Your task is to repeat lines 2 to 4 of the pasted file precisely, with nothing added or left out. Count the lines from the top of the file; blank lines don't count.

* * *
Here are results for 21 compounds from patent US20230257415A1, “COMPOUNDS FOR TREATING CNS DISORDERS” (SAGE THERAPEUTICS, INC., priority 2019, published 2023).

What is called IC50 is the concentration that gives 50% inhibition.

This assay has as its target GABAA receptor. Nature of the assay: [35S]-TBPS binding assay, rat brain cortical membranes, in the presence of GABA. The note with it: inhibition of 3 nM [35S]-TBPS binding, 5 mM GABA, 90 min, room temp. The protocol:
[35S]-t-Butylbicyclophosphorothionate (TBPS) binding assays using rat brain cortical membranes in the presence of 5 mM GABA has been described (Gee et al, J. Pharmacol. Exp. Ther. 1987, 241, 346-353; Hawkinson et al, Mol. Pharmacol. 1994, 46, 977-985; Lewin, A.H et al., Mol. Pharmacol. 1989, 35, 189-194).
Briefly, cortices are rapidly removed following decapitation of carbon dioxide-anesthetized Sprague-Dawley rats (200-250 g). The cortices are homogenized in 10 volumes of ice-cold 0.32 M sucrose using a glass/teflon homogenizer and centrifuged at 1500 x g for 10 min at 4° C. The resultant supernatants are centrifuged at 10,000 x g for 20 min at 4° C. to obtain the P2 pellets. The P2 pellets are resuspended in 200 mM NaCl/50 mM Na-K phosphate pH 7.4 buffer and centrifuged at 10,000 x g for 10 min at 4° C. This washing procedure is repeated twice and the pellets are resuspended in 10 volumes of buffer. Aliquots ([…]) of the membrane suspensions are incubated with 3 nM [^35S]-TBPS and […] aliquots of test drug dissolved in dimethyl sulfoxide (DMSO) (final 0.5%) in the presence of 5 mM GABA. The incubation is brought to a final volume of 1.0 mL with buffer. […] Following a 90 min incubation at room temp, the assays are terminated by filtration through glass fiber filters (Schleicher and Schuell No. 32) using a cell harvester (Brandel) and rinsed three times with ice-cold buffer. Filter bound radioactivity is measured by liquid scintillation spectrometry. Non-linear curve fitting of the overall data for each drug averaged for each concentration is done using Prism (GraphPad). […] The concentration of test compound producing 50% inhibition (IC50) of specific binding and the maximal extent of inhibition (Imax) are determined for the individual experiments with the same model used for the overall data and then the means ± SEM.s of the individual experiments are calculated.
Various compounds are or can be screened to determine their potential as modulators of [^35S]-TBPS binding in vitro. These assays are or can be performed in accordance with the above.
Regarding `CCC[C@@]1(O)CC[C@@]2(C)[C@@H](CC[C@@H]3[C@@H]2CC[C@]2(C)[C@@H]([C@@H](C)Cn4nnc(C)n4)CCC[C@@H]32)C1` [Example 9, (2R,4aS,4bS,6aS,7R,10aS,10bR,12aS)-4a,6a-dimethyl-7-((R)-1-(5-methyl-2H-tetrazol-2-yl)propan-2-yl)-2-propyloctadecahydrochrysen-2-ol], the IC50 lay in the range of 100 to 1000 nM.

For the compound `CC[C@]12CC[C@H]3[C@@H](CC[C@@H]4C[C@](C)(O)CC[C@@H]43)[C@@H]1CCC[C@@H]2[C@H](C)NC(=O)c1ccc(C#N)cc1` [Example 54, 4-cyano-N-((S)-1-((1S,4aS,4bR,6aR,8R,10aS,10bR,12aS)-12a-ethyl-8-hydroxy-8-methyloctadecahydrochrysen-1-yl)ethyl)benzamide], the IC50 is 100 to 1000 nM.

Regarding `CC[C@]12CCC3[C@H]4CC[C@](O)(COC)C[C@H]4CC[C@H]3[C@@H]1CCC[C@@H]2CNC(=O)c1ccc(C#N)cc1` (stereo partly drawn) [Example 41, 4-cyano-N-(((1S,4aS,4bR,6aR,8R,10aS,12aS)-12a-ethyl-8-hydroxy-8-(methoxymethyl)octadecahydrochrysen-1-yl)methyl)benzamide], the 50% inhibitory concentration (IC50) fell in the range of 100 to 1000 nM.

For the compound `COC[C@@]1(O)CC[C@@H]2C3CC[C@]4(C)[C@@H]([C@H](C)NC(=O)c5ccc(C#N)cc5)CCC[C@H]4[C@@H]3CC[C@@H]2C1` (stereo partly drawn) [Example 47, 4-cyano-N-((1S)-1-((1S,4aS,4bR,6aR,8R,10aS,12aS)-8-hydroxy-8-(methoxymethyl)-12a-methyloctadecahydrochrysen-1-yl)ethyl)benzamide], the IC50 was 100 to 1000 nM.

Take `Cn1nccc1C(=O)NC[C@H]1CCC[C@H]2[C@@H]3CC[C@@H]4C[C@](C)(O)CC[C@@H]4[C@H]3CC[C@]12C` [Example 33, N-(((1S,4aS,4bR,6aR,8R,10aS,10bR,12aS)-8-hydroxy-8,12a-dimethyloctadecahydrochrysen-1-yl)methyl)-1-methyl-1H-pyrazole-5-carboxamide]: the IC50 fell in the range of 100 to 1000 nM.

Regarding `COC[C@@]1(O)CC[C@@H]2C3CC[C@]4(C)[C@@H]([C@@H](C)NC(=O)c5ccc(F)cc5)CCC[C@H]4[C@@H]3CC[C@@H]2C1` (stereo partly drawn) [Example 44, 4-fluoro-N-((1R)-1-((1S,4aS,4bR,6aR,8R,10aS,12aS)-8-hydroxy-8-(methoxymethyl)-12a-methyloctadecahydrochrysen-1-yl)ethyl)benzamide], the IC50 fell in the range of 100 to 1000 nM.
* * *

What is called IC50 is the concentration that gives 50% inhibition.

This assay has as its target GABAA receptor. Nature of the assay: [35S]-TBPS binding assay, rat brain cortical membranes, in the presence of GABA. The note with it: inhibition of 3 nM [35S]-TBPS binding, 5 mM GABA, 90 min, room temp. The protocol:
[35S]-t-Butylbicyclophosphorothionate (TBPS) binding assays using rat brain cortical membranes in the presence of 5 mM GABA has been described (Gee et al, J. Pharmacol. Exp. Ther. 1987, 241, 346-353; Hawkinson et al, Mol. Pharmacol. 1994, 46, 977-985; Lewin, A.H et al., Mol. Pharmacol. 1989, 35, 189-194).